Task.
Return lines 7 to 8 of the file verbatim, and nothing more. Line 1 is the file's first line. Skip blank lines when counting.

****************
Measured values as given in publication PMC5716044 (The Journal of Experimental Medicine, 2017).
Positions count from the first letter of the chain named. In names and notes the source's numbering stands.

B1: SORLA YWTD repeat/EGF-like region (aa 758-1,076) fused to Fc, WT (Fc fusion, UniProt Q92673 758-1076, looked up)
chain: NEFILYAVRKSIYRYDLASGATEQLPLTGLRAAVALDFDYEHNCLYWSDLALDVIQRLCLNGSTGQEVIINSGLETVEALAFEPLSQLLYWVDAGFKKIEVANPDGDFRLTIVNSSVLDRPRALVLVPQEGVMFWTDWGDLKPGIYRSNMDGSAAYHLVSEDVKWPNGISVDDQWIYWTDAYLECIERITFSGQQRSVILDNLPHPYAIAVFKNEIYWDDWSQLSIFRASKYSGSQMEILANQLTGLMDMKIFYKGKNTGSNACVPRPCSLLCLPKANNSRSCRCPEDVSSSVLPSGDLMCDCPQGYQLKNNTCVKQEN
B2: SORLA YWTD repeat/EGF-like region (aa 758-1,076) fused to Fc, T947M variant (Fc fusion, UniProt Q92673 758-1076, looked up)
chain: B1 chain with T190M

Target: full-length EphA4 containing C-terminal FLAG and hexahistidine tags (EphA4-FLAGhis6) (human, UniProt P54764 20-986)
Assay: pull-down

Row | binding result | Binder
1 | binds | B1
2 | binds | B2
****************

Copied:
Target: full-length EphA4 containing C-terminal FLAG and hexahistidine tags (EphA4-FLAGhis6) (human, UniProt P54764 20-986)
Assay: pull-down